Lucario & Melmetal-GX
Lucario & Melmetal-GX

#8 Lucario & Melmetal-GX
– Unbroken Bonds

Date Reviewed:
May 8, 2019

Ratings Summary:
Standard: 3.80
Expanded: 3.53
Limited: 4.50

Ratings are based on a 1 to 5 scale. 1 is horrible. 3 is average. 5 is great.

Reviews Below:


Steel-Types are widely known for having some of the hardiest defenses in the game…well, at least the video game. Usually they’ll have high defenses to accompany their impressive number of Resistances, and that can make for an upward battle if you’re playing into their Weaknesses. In the TCG, Metal tends to hold onto these defensive tactics at times, but what happens when that type of effect ends up lasting the whole game?

Lucario & Melmetal-GX is a Basic Metal Tag Team Pokemon-GX, 260 HP, with a Fire Weakness, a Psychic Resistance, and a Retreat Cost of 3. Steel Fist is a 2-for-50 that lets you attach a Metal Energy in your deck directly to the powerful duo. This helps lead into Heavy Impact, a 4-for-150 vanilla strike that’s hard to ignore, given that it’s been known to leave dents in walls, cracks in the floor, and broken many a table in its wake. Helps when you’re the one trying to emulate the “heavy impact”. But while your opponents may think they can get the upper hand, you’ll likely have used Full Metal Wall GX, a 1-Energy GX Attack that reduces the damage your Metal Pokemon take by 30 for the rest of the game. On top of that, if there’s another Energy of any kind attached in addition to its cost, you discard all the Energy on your opponent’s Active Pokemon.

There’s a lot to unpack there, but basically, Lucario & Melmetal-GX want to use Full Metal Wall GX as early as possible to make it more difficult for the opponent to take down the Metal Pokemon the deck is going to be inevitably full of. If they get that extra Energy, it can put opponents further behind, simply by getting rid of the Energy they’ve already put on their Active Pokemon. From there, it’s just a brutal smackdown with Heavy Impact, dishing 150 damage each turn and guaranteeing 2HKOs while being bulky enough to tank out against most other attacks. It’s hard to compete against a deck that’s not gonna move for anyone.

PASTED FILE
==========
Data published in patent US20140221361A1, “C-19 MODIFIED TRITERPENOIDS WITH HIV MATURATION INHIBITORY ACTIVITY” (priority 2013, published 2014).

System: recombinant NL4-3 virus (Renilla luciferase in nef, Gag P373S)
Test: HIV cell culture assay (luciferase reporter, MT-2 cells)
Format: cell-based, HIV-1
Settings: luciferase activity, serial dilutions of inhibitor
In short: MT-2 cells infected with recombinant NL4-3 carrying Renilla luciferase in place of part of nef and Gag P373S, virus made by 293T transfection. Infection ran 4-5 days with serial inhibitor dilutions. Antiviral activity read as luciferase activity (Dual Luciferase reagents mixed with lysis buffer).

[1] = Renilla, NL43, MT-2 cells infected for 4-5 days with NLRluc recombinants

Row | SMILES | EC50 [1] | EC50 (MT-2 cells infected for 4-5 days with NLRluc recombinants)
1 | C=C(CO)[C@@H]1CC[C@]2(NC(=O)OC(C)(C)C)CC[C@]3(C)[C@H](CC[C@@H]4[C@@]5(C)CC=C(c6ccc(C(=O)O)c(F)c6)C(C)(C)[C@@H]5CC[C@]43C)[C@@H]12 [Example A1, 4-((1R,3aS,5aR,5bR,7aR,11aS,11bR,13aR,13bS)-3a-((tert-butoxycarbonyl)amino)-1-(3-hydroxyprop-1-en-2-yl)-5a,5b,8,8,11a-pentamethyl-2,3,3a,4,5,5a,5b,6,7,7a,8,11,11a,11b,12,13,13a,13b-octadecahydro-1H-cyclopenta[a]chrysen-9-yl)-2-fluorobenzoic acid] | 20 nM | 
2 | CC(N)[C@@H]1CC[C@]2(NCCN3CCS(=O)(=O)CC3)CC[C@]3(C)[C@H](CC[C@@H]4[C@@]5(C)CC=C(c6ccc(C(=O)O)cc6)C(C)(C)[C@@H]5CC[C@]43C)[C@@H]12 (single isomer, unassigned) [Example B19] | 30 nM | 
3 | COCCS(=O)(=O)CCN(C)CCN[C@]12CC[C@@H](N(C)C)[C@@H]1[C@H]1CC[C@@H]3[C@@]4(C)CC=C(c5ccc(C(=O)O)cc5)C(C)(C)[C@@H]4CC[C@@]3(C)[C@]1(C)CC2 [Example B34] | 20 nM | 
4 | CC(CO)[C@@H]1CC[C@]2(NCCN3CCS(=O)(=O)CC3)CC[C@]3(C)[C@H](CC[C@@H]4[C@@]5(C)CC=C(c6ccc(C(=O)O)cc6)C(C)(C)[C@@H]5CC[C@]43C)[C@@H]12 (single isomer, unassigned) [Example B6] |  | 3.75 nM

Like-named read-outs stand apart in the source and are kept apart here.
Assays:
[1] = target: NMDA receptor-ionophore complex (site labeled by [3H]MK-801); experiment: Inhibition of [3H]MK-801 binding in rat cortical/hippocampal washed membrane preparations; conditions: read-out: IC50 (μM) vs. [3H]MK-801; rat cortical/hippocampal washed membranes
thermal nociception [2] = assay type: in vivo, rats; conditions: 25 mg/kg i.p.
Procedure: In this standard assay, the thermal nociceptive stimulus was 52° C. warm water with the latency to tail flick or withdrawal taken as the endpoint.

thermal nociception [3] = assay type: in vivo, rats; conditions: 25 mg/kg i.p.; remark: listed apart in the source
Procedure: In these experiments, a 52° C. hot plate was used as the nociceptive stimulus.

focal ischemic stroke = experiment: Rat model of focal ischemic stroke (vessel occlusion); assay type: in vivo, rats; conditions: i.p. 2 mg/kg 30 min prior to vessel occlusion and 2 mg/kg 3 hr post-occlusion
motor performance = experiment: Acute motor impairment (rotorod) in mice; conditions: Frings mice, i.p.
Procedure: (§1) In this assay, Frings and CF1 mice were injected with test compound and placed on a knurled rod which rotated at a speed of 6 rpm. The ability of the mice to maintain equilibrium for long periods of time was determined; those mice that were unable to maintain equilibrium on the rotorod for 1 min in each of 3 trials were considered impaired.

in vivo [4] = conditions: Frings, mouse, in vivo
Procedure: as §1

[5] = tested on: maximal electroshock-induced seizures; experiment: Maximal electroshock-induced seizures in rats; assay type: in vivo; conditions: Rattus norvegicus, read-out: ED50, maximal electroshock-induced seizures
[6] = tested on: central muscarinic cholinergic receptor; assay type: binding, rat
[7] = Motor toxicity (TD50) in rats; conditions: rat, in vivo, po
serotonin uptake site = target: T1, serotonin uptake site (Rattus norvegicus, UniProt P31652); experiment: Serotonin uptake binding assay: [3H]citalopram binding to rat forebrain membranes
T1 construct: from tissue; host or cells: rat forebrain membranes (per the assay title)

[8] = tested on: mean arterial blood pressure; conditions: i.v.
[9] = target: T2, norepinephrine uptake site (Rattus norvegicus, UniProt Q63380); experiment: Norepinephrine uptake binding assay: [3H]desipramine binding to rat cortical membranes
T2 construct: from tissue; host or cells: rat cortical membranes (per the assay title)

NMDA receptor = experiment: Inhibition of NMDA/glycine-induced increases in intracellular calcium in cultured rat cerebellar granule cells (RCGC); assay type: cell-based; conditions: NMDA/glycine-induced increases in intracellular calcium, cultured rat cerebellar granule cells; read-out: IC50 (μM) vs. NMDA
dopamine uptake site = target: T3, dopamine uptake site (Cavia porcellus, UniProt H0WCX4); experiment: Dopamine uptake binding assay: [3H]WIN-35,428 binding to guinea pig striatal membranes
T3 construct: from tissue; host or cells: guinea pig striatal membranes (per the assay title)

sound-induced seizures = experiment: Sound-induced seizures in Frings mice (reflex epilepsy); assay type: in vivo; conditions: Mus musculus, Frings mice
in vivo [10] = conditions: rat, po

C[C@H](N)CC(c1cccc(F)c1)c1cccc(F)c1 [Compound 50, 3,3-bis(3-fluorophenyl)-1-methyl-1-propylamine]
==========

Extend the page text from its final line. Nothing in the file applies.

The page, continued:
Regigigas decks would know.

Even aggressive decks like Zapdos that tend to push out at least 90 damage each turn will have a hard time beating over the Full Metal Wall GX, and that lasts for the duration of the game! And if you think that’s bad, just try getting over it when they attach the new Metal Core Barrier to their Pokemon and reduce the damage by another 70! That’s 100 less damage being taken in one turn! Thank goodness Metal Core Barrier discards itself at the end of the next turn, cause otherwise I think there’d be riots in the street as Metal decks reign supreme while Fire decks work to counteract it, and we end up in a horrid Rock-Paper-Scissors meta.

Of course it’s not as though Lucario & Melmetal-GX will dominate the game anymore than Gardevoir & Sylveon-GX will. The good news here is, Lucario & Melmetal-GX are a bit slow themselves, and while they do end up taking less damage after Full Metal Wall GX is used, they still have to dedicate their attack to it for at least one turn. And if they don’t use it to discard Energy from your Active Pokemon, all the better! It’ll take 2-3 turns for them to start ramping up with Steel Fist into Heavy Impact, and even then it’s another 1-2 turns before they get that far. So it’s a pretty good line-up to try and get in as much damage on them as you can, and then you get to draw 3 Prizes when you do KO them, which can help you catch up!